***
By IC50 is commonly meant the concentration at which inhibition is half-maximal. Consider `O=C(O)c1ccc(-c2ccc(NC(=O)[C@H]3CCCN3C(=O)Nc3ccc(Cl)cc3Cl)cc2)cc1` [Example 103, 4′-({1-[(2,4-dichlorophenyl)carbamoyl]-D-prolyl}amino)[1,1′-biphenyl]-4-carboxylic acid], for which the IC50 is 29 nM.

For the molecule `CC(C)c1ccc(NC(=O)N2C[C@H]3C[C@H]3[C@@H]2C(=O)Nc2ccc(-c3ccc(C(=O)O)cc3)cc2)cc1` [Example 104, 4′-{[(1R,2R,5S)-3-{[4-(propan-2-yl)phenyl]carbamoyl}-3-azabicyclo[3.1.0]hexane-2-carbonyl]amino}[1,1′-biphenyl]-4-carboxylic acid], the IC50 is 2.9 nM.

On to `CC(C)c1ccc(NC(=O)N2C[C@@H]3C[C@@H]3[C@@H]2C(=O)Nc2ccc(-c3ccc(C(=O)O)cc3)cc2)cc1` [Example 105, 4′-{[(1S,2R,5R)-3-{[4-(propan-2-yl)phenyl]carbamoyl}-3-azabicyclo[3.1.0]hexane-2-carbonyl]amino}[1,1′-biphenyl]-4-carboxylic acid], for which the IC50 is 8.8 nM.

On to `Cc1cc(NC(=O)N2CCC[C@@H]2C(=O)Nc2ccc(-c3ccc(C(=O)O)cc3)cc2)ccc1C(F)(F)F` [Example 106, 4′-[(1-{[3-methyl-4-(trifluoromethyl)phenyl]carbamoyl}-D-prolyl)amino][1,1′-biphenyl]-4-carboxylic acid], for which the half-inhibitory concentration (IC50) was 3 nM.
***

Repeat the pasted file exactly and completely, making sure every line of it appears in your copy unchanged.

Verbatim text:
By IC50 is commonly meant the concentration at which inhibition is half-maximal. Consider `O=C(O)c1ccc(-c2ccc(NC(=O)[C@H]3CCCN3C(=O)Nc3ccc(Cl)cc3Cl)cc2)cc1` [Example 103, 4′-({1-[(2,4-dichlorophenyl)carbamoyl]-D-prolyl}amino)[1,1′-biphenyl]-4-carboxylic acid], for which the IC50 is 29 nM.

For the molecule `CC(C)c1ccc(NC(=O)N2C[C@H]3C[C@H]3[C@@H]2C(=O)Nc2ccc(-c3ccc(C(=O)O)cc3)cc2)cc1` [Example 104, 4′-{[(1R,2R,5S)-3-{[4-(propan-2-yl)phenyl]carbamoyl}-3-azabicyclo[3.1.0]hexane-2-carbonyl]amino}[1,1′-biphenyl]-4-carboxylic acid], the IC50 is 2.9 nM.

On to `CC(C)c1ccc(NC(=O)N2C[C@@H]3C[C@@H]3[C@@H]2C(=O)Nc2ccc(-c3ccc(C(=O)O)cc3)cc2)cc1` [Example 105, 4′-{[(1S,2R,5R)-3-{[4-(propan-2-yl)phenyl]carbamoyl}-3-azabicyclo[3.1.0]hexane-2-carbonyl]amino}[1,1′-biphenyl]-4-carboxylic acid], for which the IC50 is 8.8 nM.

On to `Cc1cc(NC(=O)N2CCC[C@@H]2C(=O)Nc2ccc(-c3ccc(C(=O)O)cc3)cc2)ccc1C(F)(F)F` [Example 106, 4′-[(1-{[3-methyl-4-(trifluoromethyl)phenyl]carbamoyl}-D-prolyl)amino][1,1′-biphenyl]-4-carboxylic acid], for which the half-inhibitory concentration (IC50) was 3 nM.